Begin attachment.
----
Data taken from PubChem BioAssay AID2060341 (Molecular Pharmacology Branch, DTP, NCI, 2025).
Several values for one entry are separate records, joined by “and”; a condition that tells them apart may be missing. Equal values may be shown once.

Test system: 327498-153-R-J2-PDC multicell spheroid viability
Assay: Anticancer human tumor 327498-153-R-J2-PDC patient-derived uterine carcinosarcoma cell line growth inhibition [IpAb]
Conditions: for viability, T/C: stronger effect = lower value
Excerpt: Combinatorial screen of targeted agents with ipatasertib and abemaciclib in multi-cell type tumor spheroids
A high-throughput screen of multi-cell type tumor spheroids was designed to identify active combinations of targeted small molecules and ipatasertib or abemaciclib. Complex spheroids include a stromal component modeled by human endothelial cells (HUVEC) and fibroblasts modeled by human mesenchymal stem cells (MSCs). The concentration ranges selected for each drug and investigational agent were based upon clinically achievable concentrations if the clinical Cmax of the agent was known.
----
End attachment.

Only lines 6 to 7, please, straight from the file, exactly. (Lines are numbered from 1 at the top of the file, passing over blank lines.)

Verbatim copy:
Excerpt: Combinatorial screen of targeted agents with ipatasertib and abemaciclib in multi-cell type tumor spheroids
A high-throughput screen of multi-cell type tumor spheroids was designed to identify active combinations of targeted small molecules and ipatasertib or abemaciclib. Complex spheroids include a stromal component modeled by human endothelial cells (HUVEC) and fibroblasts modeled by human mesenchymal stem cells (MSCs). The concentration ranges selected for each drug and investigational agent were based upon clinically achievable concentrations if the clinical Cmax of the agent was known.